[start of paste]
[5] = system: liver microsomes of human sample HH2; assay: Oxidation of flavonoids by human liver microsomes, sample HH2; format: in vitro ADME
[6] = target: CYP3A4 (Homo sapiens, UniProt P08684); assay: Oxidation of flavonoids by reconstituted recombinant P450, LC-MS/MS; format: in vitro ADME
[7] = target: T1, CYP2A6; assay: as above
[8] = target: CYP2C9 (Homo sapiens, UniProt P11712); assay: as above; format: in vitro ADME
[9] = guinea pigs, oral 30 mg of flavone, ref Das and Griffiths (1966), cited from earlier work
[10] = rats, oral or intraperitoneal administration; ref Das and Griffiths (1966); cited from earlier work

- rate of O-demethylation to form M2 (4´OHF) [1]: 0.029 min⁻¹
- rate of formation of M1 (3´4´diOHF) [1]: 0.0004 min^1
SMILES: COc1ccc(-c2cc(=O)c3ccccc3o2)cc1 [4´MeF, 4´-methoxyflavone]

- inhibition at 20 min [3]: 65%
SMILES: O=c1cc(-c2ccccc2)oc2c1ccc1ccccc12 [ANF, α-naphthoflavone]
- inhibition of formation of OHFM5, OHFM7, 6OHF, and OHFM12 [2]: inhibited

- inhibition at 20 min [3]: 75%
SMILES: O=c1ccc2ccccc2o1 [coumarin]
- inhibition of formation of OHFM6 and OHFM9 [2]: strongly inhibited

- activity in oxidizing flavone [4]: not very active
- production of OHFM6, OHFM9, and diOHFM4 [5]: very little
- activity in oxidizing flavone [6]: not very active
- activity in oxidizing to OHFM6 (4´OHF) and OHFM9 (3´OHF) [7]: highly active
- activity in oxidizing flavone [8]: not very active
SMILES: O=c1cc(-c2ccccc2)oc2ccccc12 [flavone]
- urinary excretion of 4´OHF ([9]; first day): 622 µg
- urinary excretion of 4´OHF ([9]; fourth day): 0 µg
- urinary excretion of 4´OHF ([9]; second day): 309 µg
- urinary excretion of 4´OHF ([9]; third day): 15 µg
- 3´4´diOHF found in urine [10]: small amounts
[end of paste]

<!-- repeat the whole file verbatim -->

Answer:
[5] = system: liver microsomes of human sample HH2; assay: Oxidation of flavonoids by human liver microsomes, sample HH2; format: in vitro ADME
[6] = target: CYP3A4 (Homo sapiens, UniProt P08684); assay: Oxidation of flavonoids by reconstituted recombinant P450, LC-MS/MS; format: in vitro ADME
[7] = target: T1, CYP2A6; assay: as above
[8] = target: CYP2C9 (Homo sapiens, UniProt P11712); assay: as above; format: in vitro ADME
[9] = guinea pigs, oral 30 mg of flavone, ref Das and Griffiths (1966), cited from earlier work
[10] = rats, oral or intraperitoneal administration; ref Das and Griffiths (1966); cited from earlier work

- rate of O-demethylation to form M2 (4´OHF) [1]: 0.029 min⁻¹
- rate of formation of M1 (3´4´diOHF) [1]: 0.0004 min^1
SMILES: COc1ccc(-c2cc(=O)c3ccccc3o2)cc1 [4´MeF, 4´-methoxyflavone]

- inhibition at 20 min [3]: 65%
SMILES: O=c1cc(-c2ccccc2)oc2c1ccc1ccccc12 [ANF, α-naphthoflavone]
- inhibition of formation of OHFM5, OHFM7, 6OHF, and OHFM12 [2]: inhibited

- inhibition at 20 min [3]: 75%
SMILES: O=c1ccc2ccccc2o1 [coumarin]
- inhibition of formation of OHFM6 and OHFM9 [2]: strongly inhibited

- activity in oxidizing flavone [4]: not very active
- production of OHFM6, OHFM9, and diOHFM4 [5]: very little
- activity in oxidizing flavone [6]: not very active
- activity in oxidizing to OHFM6 (4´OHF) and OHFM9 (3´OHF) [7]: highly active
- activity in oxidizing flavone [8]: not very active
SMILES: O=c1cc(-c2ccccc2)oc2ccccc12 [flavone]
- urinary excretion of 4´OHF ([9]; first day): 622 µg
- urinary excretion of 4´OHF ([9]; fourth day): 0 µg
- urinary excretion of 4´OHF ([9]; second day): 309 µg
- urinary excretion of 4´OHF ([9]; third day): 15 µg
- 3´4´diOHF found in urine [10]: small amounts